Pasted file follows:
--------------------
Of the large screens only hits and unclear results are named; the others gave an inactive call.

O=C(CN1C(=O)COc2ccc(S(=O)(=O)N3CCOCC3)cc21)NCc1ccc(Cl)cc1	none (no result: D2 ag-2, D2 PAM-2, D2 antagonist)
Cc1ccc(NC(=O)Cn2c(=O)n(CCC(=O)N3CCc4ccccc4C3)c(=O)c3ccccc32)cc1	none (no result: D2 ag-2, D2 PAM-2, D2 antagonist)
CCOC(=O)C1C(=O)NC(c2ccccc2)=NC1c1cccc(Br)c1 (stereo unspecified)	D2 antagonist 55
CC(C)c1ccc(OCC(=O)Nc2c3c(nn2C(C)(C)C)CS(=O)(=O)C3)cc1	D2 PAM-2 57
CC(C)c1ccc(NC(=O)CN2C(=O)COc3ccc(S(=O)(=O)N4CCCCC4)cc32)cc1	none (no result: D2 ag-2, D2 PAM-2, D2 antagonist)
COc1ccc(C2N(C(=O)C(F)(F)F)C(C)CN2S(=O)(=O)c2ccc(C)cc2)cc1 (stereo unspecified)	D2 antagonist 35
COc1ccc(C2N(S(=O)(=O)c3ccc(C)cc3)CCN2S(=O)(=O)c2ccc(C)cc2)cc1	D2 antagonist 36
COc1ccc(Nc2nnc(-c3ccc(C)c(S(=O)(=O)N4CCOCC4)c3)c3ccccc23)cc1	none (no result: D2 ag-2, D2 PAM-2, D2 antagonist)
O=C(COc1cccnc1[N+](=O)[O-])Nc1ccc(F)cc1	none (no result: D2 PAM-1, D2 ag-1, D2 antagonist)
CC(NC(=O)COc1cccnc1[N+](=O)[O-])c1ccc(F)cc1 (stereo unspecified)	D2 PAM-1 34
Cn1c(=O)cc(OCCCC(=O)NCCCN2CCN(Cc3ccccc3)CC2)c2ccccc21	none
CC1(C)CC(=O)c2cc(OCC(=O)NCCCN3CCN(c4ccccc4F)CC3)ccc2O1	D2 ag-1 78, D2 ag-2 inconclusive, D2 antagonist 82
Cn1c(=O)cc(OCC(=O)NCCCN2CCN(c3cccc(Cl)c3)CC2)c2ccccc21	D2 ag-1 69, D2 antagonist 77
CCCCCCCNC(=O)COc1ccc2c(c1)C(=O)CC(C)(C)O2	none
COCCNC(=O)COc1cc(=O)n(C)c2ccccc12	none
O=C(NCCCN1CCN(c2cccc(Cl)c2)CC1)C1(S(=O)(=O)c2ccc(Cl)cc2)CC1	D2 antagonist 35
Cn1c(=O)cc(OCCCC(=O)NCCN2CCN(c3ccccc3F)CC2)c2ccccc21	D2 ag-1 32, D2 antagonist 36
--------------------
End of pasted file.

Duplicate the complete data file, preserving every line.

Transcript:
Of the large screens only hits and unclear results are named; the others gave an inactive call.

O=C(CN1C(=O)COc2ccc(S(=O)(=O)N3CCOCC3)cc21)NCc1ccc(Cl)cc1	none (no result: D2 ag-2, D2 PAM-2, D2 antagonist)
Cc1ccc(NC(=O)Cn2c(=O)n(CCC(=O)N3CCc4ccccc4C3)c(=O)c3ccccc32)cc1	none (no result: D2 ag-2, D2 PAM-2, D2 antagonist)
CCOC(=O)C1C(=O)NC(c2ccccc2)=NC1c1cccc(Br)c1 (stereo unspecified)	D2 antagonist 55
CC(C)c1ccc(OCC(=O)Nc2c3c(nn2C(C)(C)C)CS(=O)(=O)C3)cc1	D2 PAM-2 57
CC(C)c1ccc(NC(=O)CN2C(=O)COc3ccc(S(=O)(=O)N4CCCCC4)cc32)cc1	none (no result: D2 ag-2, D2 PAM-2, D2 antagonist)
COc1ccc(C2N(C(=O)C(F)(F)F)C(C)CN2S(=O)(=O)c2ccc(C)cc2)cc1 (stereo unspecified)	D2 antagonist 35
COc1ccc(C2N(S(=O)(=O)c3ccc(C)cc3)CCN2S(=O)(=O)c2ccc(C)cc2)cc1	D2 antagonist 36
COc1ccc(Nc2nnc(-c3ccc(C)c(S(=O)(=O)N4CCOCC4)c3)c3ccccc23)cc1	none (no result: D2 ag-2, D2 PAM-2, D2 antagonist)
O=C(COc1cccnc1[N+](=O)[O-])Nc1ccc(F)cc1	none (no result: D2 PAM-1, D2 ag-1, D2 antagonist)
CC(NC(=O)COc1cccnc1[N+](=O)[O-])c1ccc(F)cc1 (stereo unspecified)	D2 PAM-1 34
Cn1c(=O)cc(OCCCC(=O)NCCCN2CCN(Cc3ccccc3)CC2)c2ccccc21	none
CC1(C)CC(=O)c2cc(OCC(=O)NCCCN3CCN(c4ccccc4F)CC3)ccc2O1	D2 ag-1 78, D2 ag-2 inconclusive, D2 antagonist 82
Cn1c(=O)cc(OCC(=O)NCCCN2CCN(c3cccc(Cl)c3)CC2)c2ccccc21	D2 ag-1 69, D2 antagonist 77
CCCCCCCNC(=O)COc1ccc2c(c1)C(=O)CC(C)(C)O2	none
COCCNC(=O)COc1cc(=O)n(C)c2ccccc12	none
O=C(NCCCN1CCN(c2cccc(Cl)c2)CC1)C1(S(=O)(=O)c2ccc(Cl)cc2)CC1	D2 antagonist 35
Cn1c(=O)cc(OCCCC(=O)NCCN2CCN(c3ccccc3F)CC2)c2ccccc21	D2 ag-1 32, D2 antagonist 36